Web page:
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PROPOSITION 2000 General
Analysis by the Legislative Analyst


State and local governments impose a variety of taxes and fees on people and businesses. Generally, taxes— such as income, sales, and property taxes—are used to pay for general public services such as education, transportation, and the courts. Fees, by comparison, typically pay for a particular service or program benefitting individuals or businesses. There are two major categories of fees:

• User fees, such as state park entrance fees and garbage fees, where the user pays for the cost of a specific service or program.

• Regulatory fees, such as fees on restaurants to pay for health inspections, smog check fees, and land development fees. Regulatory fees pay for programs which place rules upon the activities of businesses or people to achieve particular public goals.

The State Constitution has different rules regarding taxes and fees. Most notably, the process for creating new taxes is more difficult than the process for creating new fees. As Figure 1 shows, state or local governments usually can create or increase a fee by a majority vote of the governing body. Imposing or increasing a tax, in contrast, requires approval by two-thirds of the state Legislature (for state taxes) or a vote of the people (for local taxes).

Figure 1.
State and Local Fees and Taxes: Approval Requirements
  Fee Tax
State Majority of Legislature Two-thirds of Legislature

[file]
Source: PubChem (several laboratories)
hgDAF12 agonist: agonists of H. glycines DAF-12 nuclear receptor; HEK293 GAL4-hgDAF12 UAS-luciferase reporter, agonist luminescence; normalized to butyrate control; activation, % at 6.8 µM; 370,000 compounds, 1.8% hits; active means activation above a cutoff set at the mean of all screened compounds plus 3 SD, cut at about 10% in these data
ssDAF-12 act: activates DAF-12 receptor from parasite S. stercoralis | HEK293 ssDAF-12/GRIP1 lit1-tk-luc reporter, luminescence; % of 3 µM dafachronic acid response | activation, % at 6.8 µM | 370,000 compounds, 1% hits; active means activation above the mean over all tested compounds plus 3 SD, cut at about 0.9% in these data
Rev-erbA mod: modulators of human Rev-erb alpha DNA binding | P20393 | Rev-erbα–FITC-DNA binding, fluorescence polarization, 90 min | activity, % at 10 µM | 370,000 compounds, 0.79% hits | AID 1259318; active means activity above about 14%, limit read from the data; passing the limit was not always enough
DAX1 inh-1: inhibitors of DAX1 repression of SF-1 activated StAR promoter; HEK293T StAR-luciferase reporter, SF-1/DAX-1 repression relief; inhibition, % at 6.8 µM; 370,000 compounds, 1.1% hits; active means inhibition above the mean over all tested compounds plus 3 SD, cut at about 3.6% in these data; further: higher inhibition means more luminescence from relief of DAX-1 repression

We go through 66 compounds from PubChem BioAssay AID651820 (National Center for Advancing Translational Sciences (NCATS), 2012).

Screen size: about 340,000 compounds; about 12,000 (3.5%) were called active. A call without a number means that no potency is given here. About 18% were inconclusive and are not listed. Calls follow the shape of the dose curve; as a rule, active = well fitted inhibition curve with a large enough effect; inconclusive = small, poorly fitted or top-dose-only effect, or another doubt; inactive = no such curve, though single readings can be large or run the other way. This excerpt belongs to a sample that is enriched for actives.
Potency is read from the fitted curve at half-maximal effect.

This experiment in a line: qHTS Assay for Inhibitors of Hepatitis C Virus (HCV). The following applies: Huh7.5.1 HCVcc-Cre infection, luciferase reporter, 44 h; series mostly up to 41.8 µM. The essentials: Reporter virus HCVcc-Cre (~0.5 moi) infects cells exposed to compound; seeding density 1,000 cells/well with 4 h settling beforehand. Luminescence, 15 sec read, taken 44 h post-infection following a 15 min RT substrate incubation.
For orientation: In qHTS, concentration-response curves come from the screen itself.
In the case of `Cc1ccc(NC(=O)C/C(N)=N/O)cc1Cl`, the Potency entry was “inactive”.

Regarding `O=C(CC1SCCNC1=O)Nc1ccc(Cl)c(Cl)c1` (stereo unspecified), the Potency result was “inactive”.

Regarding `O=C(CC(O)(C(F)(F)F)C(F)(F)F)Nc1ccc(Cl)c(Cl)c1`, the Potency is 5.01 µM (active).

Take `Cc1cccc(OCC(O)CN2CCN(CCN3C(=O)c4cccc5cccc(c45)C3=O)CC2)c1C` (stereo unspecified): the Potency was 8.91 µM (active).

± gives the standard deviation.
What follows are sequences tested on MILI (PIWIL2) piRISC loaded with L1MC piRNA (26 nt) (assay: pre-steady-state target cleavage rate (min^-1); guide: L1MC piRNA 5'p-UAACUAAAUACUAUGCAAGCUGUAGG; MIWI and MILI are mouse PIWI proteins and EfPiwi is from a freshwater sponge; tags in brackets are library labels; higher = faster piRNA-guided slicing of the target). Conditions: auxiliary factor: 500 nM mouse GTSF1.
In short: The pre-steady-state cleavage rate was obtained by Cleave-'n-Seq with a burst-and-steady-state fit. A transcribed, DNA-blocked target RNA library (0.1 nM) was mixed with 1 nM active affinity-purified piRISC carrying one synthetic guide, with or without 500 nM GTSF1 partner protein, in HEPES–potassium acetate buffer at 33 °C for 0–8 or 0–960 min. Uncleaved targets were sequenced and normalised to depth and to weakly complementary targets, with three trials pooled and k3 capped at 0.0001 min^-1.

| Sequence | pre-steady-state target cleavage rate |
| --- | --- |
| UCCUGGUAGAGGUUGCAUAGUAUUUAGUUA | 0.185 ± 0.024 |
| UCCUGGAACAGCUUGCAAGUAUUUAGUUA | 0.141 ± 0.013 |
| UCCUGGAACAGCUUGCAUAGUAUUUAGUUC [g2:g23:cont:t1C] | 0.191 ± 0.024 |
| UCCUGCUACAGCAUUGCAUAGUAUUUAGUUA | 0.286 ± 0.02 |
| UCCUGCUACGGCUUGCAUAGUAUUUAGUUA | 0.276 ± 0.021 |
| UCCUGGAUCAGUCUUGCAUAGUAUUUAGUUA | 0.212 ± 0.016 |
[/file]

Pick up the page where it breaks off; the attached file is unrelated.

Local Generally, a majority of the governing body. Two-thirds of local voters (or a majority of local voters if the use of the money is not designated for a specific purpose).

In recent years, there has been disagreement regarding the difference between regulatory fees and taxes, particularly when the money is raised to pay for a program of broad public benefit. In 1991, for example, the state began imposing a regulatory fee on those paint companies and other businesses which make or previously made products containing lead. The state uses this money to screen children at risk for lead poisoning, follow-up on their treatment, and identify sources of lead contamination responsible for the poisoning. In court, the Sinclair Paint Company argued that the regulatory fee was a tax because (1) the program provides a broad public benefit, not a benefit to the regulated business, and (2) the companies which pay the fee have no duties regarding the lead poisoning program other than payment of the fee.

In 1997, the California Supreme Court ruled that this charge on businesses was a regulatory fee, not a tax. The court said government may impose fees on companies which make contaminating products in order to help correct adverse health effects related to those products.


This proposition, which amends the State Constitution, would classify as “taxes” some new charges that government otherwise could impose as “fees.” As taxes, these charges would be subject to the more difficult approval requirements shown in Figure 1.

   Which Fees Would Be Considered Taxes?

This proposition affects fees imposed for the primary purpose of addressing health, environmental, or other “societal or economic” concerns. The proposition states that charges imposed for these purposes are taxes, unless government also imposes significant responsibilities on the fee payer related to addressing the public problem.

The proposition, however, exempts from these provisions:

• Any fee authorized before July 1, 1999. (Increases in these fees to cover the cost of inflation and workload changes would be permitted.)